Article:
Q: You get a rare credit as score co-producer on Faltermeyer's Tango & Cash the same year. Does this mean you worked more closely with him here than you usually did? Are you aware of the 2006 score album from La La Land Records?
A: Over the years my role with Harold became a little more of a creative partnership. By this time I was very integrated into his working style, and it was a natural consideration that I was credited with co-producer. I was not aware of the score album on La La Land Records.
Q: On Fire, Ice & Dynamite from 1990 you are credited as producer and writer on several of the songs. Tell us about this. Why didn't the soundtrack album feature any of Faltermeyer's score material?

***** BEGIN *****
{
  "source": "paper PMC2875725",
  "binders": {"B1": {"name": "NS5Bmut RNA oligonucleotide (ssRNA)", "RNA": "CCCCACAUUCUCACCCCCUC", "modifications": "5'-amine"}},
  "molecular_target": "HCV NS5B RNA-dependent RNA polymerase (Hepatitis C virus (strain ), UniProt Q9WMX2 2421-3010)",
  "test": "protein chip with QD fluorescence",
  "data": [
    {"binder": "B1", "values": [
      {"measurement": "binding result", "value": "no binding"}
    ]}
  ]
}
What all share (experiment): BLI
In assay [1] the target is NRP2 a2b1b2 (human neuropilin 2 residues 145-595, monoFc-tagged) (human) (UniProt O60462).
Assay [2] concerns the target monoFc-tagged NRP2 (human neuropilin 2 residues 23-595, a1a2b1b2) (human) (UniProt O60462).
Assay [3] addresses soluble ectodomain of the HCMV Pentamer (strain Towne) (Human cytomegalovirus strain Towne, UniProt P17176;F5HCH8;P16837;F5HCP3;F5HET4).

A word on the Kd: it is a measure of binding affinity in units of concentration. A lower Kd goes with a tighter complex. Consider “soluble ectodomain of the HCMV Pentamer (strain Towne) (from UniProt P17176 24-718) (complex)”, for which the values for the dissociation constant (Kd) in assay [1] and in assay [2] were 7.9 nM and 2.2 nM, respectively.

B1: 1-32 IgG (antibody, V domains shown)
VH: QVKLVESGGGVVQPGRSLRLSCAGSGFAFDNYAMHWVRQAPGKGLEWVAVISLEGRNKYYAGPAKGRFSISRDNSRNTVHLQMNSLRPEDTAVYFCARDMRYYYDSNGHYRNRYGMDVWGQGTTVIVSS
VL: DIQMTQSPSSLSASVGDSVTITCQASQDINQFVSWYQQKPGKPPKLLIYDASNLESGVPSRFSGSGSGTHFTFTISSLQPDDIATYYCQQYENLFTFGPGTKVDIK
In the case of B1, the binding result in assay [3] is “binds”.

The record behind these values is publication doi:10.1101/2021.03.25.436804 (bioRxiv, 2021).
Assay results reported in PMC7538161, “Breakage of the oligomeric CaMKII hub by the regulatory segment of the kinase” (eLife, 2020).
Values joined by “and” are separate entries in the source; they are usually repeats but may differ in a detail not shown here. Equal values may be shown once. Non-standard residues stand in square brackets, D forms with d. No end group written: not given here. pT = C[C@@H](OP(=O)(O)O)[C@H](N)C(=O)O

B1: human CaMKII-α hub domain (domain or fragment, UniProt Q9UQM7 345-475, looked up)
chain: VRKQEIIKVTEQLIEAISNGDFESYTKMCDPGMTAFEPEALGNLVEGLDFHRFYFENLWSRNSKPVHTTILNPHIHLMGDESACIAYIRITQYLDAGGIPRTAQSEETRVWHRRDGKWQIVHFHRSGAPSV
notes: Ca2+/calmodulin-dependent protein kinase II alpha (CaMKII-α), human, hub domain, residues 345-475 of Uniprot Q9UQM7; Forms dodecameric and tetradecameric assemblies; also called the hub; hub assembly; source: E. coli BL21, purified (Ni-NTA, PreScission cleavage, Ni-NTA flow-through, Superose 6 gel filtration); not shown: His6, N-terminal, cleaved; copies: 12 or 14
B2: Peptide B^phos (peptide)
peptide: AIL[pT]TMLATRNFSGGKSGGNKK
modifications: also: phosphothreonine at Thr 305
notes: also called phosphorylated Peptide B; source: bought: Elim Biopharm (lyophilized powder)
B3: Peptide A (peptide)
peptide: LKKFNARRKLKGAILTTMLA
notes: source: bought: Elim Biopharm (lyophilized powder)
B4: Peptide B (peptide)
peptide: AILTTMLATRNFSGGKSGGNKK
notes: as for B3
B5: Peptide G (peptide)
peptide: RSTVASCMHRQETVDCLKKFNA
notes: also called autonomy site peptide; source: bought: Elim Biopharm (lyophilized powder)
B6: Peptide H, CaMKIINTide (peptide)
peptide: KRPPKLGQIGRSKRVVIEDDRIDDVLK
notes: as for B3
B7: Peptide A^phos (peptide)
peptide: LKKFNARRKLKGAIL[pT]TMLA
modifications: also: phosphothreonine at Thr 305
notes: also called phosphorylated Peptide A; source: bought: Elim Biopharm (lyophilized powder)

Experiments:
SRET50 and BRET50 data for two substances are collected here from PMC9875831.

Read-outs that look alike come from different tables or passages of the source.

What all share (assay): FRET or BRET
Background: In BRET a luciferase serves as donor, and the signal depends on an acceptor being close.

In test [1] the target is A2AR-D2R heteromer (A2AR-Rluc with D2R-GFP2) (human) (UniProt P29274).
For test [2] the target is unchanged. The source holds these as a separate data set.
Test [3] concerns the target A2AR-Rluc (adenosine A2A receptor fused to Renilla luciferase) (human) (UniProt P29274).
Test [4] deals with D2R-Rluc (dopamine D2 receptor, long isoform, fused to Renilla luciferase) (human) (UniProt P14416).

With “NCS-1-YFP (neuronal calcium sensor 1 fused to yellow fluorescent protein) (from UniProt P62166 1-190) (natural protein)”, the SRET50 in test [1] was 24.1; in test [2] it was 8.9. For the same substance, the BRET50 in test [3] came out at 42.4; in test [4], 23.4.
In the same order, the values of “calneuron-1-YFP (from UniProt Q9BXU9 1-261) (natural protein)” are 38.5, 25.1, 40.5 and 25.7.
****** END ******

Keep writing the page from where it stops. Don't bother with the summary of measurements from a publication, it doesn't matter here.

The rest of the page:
A: This score was done at Harold's home in Germany. I was pretty immersed in the work at Harold's. which led to an even greater role as producer and even writer. I think the decision to not have score material on the soundtrack album was based on trying to make an all song, more "commercial" album.
Q: Between 89-91, how did you divide your time between Faltermeyer based in Munich and the Moroder projects?
A: I was traveling pretty frequently to Munich throughout the 80's. Sometimes I would spend a couple of months there and then come home to LA for only a few weeks, and then turn around and go back to Munich. By 1989 that routine had slowed way down. My travels to Germany became less frequent. I still went over to work with Harold a handful of times, but I was in LA much more of the time and fairly active with Giorgio.
Q: 1991 saw you working with composers Gary Chang on The Perfect Weapon and Sylvester Levay on Hot Shots! Was this the first time you worked with these guys or were they old buddies from the early 80s Moroder years? How was Levay to work with?